From Mohammed Akanbi
Hatred is the rare drink that consumes whom imbibes it. In one of my earlier essays, I admonished those who play the game of politics not to be impolitic. There are so many political players who turn every serious political matter into political football. The past few months have been both quite intriguing, sensational and evidently, it took a lot of sweat, verbal punches and bad blood between the two warring factional leaders of the Peoples Democratic Party (PDP) in Kwara and their supporters to get to this predictable end.
Hippos and hipsters in rugby: For the many months this needless and pointless battle lasted, the party landscape in the state was like a land of hippos and hipsters. A muddy swamp teeming with mongoose and amphibious mammals. It was a real Rugby show and a game much described in political parlance as suicidal. Here the thugs writhed in mud and when mud is thrown real hard, some of it sticks.
In this political rugby, the rule of engagement was that there is no rule of engagement and the golden mean was that there should be no golden mean. It was a free for all affrays in which no weapon was too sacred or too profane to be pressed into urgent battle.
God bless Patrick White wherever he chose to be after his earthly sojourn. It was he, the Australian novelist and 1973 Nobel laureate in literature who once famously described rugby as a game of thugs writhing in mud. It was really an unfriendly dig at the English Upper class. Rugby, with its echoes of manliness and muscular menace, it’s refined violence and public school pabulum, is a game very dear to the English upper crust. Unlike football, you can take rugby out of England but you cannot take Englishness out of rugby.
More than ever, that this mud war would create some uneasiness within the opposition members and the public was self evident following the perverse anti-intellectualism that substitute muscle-flexing and myths of manifest destiny for serious thoughts. It was really a mystery as to why this senseless mud wrangling commands the attention of the literati. It is either that there is a muck-raker in all of us or we are genuinely concerned with the urgent need for a common resolve in the interest of the Kwara agenda.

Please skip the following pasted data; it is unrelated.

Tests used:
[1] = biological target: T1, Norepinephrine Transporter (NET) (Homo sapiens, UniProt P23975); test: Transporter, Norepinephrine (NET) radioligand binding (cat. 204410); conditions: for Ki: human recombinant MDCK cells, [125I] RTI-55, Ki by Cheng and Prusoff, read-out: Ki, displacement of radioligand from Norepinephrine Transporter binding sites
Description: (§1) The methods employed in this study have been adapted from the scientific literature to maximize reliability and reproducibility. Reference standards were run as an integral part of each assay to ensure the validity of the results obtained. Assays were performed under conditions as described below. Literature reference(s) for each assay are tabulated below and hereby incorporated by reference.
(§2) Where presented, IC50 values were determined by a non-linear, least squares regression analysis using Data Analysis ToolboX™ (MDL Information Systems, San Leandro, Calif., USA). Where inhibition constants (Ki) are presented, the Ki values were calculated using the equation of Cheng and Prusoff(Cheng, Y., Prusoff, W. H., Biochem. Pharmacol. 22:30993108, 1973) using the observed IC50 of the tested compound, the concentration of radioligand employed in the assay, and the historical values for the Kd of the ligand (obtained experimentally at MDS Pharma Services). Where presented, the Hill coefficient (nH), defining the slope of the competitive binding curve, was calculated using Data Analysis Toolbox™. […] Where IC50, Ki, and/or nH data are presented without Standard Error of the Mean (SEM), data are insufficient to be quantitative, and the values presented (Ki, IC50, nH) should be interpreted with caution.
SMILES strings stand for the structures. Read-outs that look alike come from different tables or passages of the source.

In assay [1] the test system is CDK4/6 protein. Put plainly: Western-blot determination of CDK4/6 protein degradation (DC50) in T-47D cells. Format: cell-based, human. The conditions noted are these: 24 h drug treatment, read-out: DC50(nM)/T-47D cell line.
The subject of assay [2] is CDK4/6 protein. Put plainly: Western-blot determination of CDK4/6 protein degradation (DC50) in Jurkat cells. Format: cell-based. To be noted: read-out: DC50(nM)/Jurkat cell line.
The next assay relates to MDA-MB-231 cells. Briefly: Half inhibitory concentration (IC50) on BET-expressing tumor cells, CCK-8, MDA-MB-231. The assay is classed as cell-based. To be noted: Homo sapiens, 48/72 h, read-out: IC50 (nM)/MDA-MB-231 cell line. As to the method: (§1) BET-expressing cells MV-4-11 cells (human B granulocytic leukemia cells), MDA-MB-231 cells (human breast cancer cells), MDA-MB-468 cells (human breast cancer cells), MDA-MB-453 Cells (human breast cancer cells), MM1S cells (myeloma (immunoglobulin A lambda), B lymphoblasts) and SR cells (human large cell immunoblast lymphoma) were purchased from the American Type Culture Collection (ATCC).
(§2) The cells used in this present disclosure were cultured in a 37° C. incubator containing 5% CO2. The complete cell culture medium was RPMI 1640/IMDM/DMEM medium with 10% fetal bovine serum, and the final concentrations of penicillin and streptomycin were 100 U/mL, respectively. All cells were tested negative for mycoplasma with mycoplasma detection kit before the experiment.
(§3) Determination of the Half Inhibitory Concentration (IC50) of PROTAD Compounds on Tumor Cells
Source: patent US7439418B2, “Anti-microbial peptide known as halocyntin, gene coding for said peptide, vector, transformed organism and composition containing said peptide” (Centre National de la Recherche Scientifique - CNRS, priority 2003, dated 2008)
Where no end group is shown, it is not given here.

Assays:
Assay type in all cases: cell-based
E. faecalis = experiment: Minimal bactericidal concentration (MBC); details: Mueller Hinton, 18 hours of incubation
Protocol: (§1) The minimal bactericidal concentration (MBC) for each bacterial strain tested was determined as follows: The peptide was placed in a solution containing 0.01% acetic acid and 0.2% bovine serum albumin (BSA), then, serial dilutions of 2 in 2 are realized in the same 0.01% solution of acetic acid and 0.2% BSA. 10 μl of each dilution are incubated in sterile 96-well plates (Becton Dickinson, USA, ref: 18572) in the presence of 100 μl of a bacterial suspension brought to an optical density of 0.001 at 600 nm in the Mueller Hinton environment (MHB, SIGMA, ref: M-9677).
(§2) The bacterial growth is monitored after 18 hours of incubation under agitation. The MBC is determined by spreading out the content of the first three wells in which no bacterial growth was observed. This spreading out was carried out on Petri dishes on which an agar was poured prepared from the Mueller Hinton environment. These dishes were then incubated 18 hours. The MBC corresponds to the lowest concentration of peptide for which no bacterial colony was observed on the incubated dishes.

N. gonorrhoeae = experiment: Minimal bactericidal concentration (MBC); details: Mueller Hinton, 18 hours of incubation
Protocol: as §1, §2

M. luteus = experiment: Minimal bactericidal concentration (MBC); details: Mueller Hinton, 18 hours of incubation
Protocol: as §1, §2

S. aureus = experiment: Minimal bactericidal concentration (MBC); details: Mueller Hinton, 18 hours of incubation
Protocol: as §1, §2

For whatever the outcome of the Abuja settlement, there is the victor and the vanquished. We must admit this if we must progress. Even if the party’s supporters’ urgent concern is the amicable settlement of the impasse, Senator Ahmed Makarfi had summed it up much earlier and re-echoed also by Prince Sunday Fagbemi in his recent interview – ‘reconciliation does not mean giving to another what rightly belongs to someone else’.
To situate properly, it then means giving the victor his right and then integrate the vanquished. This is their own true position. If so, why do we delight in padding falsehood simply because we need peace? I think we should desist from distortions because the PDP needed to reconcile and move on. Peace is not derived from words scrawled on official parchment, it first emanates from a new frame of mind and a changed heart.
What is noble and bad: In causing people to believe in the existence of peaceful defeats to the troubles confronting them is to justify and subject them to reality. We delude ourselves so much in Kwara to the point that we even fail to realise this – leading to our continued inability to differentiate between what is noble and bad. If we must work together as one in pursuit of our common goal, we must learn to be wise and understand too that there is something to be learned from everyone.